gay bars in nazi Germany

Discussions on every day life in the Weimar Republic, pre-anschluss Austria, Third Reich and the occupied territories. Hosted by Vikki.
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Postby varjag » 03 Oct 2004 11:43

Jaybird wrote:
panzertruppe2001 wrote:I suppose that they were tolerated in this cities, principally in Moscow.

Of all the places you mentioned, Moscow is probably the city less likely to accept homosexuals.

Russian society is EXTREMELY homophobic, even today; back then it must have been horrible for gay people.
panzertruppe - may well have a point. None less than Stalins most murderous Secret Police chief 1936/38 - Nikolai Ivanovitch Yezhov - cavorted with both men and women in a grand way. Like all axemen - his time came too, and when he realised that he was due for the chop (which in the USSR meant 9 grammes in the nape of the neck...) he's reliably said to have had some celestial orgies with men - before he was led to the slaughterhouse. His 'mark' on Russia is remembered as the 'Yezhovshina' - a bloodletting only (perhaps?) matched by the Second World War.

Warren Thompson
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Postby Warren Thompson » 03 Oct 2004 15:47

The musical (stage and film) CABARET, based on Isherwood's writings, is a good portrayal of the Berlin club scene just prior to the Nazi ascension to power. What we'd now call 'metrosexuality' was quite the thing in pre-war Berlin. Many of these cabarets stayed in business, even after January 1933, and were patronized by Party members. Goering is said to have offered a reward for the best cabaret comedian's joke at his, Goering's, expense. A good story, even if not true. Yet, I do recall that one popular comic's joke claimed that Goering, when walking down a busy street at night, was required by law to 'dip his medals so as not to blind oncoming drivers.'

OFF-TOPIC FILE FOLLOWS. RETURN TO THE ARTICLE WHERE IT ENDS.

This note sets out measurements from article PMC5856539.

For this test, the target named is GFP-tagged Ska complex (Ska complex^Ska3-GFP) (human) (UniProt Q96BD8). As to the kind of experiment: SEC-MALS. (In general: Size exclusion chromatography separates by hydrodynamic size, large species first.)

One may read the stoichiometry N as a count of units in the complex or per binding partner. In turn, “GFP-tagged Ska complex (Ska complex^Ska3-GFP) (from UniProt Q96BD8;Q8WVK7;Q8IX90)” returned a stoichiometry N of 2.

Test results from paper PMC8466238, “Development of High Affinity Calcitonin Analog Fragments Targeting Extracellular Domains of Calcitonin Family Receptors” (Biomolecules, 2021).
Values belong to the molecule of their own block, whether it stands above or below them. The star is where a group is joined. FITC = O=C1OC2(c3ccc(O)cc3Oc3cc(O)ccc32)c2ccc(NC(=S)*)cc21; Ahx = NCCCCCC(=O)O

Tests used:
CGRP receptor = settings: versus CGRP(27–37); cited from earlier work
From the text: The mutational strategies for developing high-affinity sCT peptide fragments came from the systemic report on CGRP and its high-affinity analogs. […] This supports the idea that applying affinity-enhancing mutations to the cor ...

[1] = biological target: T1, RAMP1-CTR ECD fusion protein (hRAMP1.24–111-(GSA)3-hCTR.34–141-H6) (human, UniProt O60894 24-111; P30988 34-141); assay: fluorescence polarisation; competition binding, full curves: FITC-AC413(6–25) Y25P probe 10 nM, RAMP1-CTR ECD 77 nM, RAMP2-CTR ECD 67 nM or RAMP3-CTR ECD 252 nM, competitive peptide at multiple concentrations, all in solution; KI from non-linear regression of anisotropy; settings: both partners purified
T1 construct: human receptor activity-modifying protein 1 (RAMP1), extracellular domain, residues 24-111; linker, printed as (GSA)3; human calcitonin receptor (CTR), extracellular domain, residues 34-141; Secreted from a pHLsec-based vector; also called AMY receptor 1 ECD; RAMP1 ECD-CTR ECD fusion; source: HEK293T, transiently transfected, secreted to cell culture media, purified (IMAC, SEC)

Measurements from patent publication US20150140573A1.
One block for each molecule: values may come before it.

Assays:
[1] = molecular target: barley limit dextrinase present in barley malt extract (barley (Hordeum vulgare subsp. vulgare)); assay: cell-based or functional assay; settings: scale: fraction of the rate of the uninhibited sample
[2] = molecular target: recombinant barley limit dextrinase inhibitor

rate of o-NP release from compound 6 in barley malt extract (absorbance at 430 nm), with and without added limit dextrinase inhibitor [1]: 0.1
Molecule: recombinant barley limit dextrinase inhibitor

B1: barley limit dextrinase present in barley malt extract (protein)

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R.M. Schultz
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Postby R.M. Schultz » 20 Oct 2004 04:03

Homosexual Bars in Berlin included:

• Adonis-Lounge, Alexandrinenstrasse 128, active from 1924 to 1933.
• Alexander-Palast, Landsbergstrasse 39, 1921-1930
• Bürger-Casino, Friedrichgracht 1, 1927-1932
• Cabaret of the3 Spider, Alte Jakobstrasse 174, 1922-1925
• Cosy-Corner, Zossener Strasse 7, 1927-1932
• Karls-Lounge, Karl Strasse 5, 1921-1926
• Monte-Casino, Planufer 5, 1923-1933
• Moustache-Lounge, Gormannstrasse 2, 1929-1933
•Zauberflote, Kommandanstrasse 72, 1926 – 1933

Lesbian bars included:

• Auluka-Lounge, Augsberger Strasse 72, 1924-1933
• Café Domino, Marburger Strasse 13, 1921-1930
• Café Dorian Gray, Bülowstrasse 57, 1927-1933 (The Dorian Gray also had a limited male clientele, and every Wednesday was “Sadomasochist Night.”)
• Café Olala, Zietenstrasse 11, 1927-1932
• Hohenzoffern-Café, Bülowstrasse 101, 1921-1933
• Mali & Ingel, Lutherstrasse 16, 1927-1933
• Meyer-Stube, Xanterner Strasse 3, 1927-1928
• Talverne, Georgenkirchstrasse 30a, 1927-1930
• Topkeller, Schwerinstrasse 13, 1923-1932
• Verona-Lounge, Kleistrasse 36, 1919-1931

Transvestite Bars included:

• El Dorado, Lutherstrasse 29, 1926-1932
• El Dorado (new), Monzstrasse 15, 1928-1932
• Mikado Bar, Puttkamerstrasse 15, 1907-1933
• Monocle-Bar, Budapester Strasse 14, 1929-1933
• Silhouette, Geisbergstrasse 24, 1926-1933 ( A favorite haunt of Ernst Röhm. Sefton Delmer once met Röhm there for drinks and was introduced to a transvestite who was also a Stormtrooper.)

Another homosexual hang-out was the Passage, a mall of sorts, between Unter den Linden and Friedrichstrasse.

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